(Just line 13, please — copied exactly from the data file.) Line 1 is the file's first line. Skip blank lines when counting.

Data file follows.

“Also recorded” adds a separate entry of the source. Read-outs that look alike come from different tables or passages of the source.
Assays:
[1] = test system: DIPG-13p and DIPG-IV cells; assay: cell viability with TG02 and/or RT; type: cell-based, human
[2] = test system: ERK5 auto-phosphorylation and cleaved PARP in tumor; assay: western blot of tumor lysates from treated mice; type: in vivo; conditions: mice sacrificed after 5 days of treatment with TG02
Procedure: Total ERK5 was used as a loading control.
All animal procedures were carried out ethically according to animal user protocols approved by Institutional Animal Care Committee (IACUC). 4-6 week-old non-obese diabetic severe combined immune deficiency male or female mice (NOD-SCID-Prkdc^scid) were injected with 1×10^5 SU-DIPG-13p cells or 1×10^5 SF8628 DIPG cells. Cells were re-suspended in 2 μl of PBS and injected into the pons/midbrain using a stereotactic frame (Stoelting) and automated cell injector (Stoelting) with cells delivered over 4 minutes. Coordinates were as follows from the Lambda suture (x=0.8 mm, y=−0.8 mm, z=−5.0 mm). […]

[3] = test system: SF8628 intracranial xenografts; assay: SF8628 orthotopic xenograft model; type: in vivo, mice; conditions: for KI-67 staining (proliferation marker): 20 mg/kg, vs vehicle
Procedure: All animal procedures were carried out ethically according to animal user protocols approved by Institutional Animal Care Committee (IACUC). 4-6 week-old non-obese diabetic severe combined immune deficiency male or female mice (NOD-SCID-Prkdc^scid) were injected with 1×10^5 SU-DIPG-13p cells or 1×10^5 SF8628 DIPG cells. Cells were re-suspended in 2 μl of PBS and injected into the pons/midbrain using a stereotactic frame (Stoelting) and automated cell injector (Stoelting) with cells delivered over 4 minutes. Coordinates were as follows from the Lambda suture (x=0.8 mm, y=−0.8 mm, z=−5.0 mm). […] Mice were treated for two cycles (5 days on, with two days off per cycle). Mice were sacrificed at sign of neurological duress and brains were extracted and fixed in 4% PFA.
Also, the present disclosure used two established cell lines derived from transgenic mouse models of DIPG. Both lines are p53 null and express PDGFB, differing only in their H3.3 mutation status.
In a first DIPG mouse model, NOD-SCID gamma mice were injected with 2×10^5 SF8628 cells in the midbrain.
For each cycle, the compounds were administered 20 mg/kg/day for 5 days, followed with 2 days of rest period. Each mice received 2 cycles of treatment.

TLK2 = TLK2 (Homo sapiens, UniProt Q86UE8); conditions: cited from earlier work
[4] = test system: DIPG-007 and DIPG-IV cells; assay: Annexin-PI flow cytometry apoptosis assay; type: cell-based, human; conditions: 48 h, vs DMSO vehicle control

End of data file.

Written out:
[4] = test system: DIPG-007 and DIPG-IV cells; assay: Annexin-PI flow cytometry apoptosis assay; type: cell-based, human; conditions: 48 h, vs DMSO vehicle control